Inside Athletics

Grace Yee - Senior Reflection 2017

Grace Yee - Senior Reflection 2017

It's 6:30 a.m. on a Saturday morning and you're on a bus to Ohio with a cinnamon bagel in one hand and a Jimmy John's sub in the other. In six hours that sub will be soggy but you'll eat it anyway because you're ravenous from competing. Another six hours later you'll be back on the bus, this time with pizza in your lap – or if you're lucky you'll be on your way to Golden Corral. You'll get back to campus, enjoy your one-day weekend, and spend the next week preparing until it's Saturday again and you're headed back to Ohio for another track meet. 

If you're on the Carnegie Mellon track & field team, you know that this is how you spend every single week from January to May, like clockwork. Sometimes you think to yourself how insane you are for spending all of your free time doing this. But it's what happens between the cinnamon bagel and Golden Corral that keeps you coming back, pushing through blood, sweat and Jimmy John's, just to shave off that millisecond or snag that extra centimeter. Some Saturdays you'll have a bad meet and find yourself going through all five stages of grief in a few hours. Other Saturdays, your work pays off and everything else in the world falls away as you bask in some well-earned glory. Most days you’ll feel like your limbs and joints are imploding, one by one. But no matter what, you’re always left wanting more; you want it so bad that it keeps you up at night. At least, that's what being on the track team has done to me. 

When I walked onto the team four years ago, I had no business being on a collegiate athletic team, but the track team found a place for me on the pole vault crew. I'll have you know that my marks from high school were nothing more than laughable (some people could high jump what I pole vaulted!), but for some reason the track family still took me on. That’s the first thing that I learned about being on this team – everyone is given a fair shot at success. With some passion, lots of grit and an awesome team training together with me, I can proudly say that, four years later, I’ve become the school record holder and the second ever CMU women’s field athlete to qualify for the NCAA Championships. Everyone always comments – “Who knew that one of the shortest girls on the team would find such success in a vertical jumping event?” That’s the second thing that I learned from being on this team – you don’t have to look the part to play the part, but you do have to put in the work.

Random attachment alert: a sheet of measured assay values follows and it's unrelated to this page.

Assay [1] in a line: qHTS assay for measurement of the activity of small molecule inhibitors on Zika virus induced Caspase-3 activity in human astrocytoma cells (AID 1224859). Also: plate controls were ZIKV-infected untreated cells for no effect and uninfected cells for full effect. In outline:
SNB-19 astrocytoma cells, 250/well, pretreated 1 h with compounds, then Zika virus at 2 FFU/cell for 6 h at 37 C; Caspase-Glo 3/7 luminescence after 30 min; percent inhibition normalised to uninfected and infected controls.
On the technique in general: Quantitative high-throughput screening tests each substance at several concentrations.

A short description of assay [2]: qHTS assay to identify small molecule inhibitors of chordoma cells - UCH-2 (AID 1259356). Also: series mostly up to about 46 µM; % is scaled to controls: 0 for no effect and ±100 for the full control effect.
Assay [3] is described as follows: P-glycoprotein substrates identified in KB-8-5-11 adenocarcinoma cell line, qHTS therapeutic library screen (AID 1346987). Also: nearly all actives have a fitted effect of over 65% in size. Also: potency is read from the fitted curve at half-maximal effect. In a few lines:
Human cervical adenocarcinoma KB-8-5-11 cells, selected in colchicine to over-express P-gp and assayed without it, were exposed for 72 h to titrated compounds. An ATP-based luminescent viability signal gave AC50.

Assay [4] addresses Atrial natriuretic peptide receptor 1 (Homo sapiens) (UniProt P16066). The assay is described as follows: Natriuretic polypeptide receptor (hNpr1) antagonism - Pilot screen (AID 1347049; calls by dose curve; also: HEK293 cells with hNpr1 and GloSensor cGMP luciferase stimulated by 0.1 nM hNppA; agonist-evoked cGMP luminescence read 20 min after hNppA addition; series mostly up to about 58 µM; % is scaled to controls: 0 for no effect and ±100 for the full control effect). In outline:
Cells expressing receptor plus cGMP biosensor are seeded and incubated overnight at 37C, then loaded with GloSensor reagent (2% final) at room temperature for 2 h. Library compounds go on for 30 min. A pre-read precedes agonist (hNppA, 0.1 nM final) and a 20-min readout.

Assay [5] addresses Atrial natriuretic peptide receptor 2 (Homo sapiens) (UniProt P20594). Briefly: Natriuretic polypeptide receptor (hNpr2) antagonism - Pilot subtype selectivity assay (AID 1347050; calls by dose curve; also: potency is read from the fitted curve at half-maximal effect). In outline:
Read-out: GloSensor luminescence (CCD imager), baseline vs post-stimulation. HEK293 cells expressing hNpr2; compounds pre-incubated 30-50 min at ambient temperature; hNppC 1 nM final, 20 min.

I can only take half of the credit for my success. Without Coach Stark’s endless wisdom and personal dedication to his vaulters, people would still be high jumping higher than my vaults. Without Coach Aldrich roaring my name from across the entire track after I’ve cleared a new height, I wouldn’t have found the courage to feel like I belonged on a collegiate track team. Without my teammates lifting me out of the stress of school, or cheering for me through the longest pole-vault competition in UAA history, I would have lost my sanity a long time ago.

The best part of this program is that my story is not so unique. There have been and will be many more success stories that come out of this team. And even though track is labeled an individual sport, a teammate’s success truly feels like a success of your own, and your own success means that much more because you know it’s benefitting the entire team. Maybe my biggest take away through my experiences on the track team is that everything is dynamic and always changing – anything can happen to anyone at any time. So assume nothing and never settle, because there’s always work to be done and it only takes one time to make the difference. At a university where academics is everything, I found an eclectic family and much-needed haven in the track team.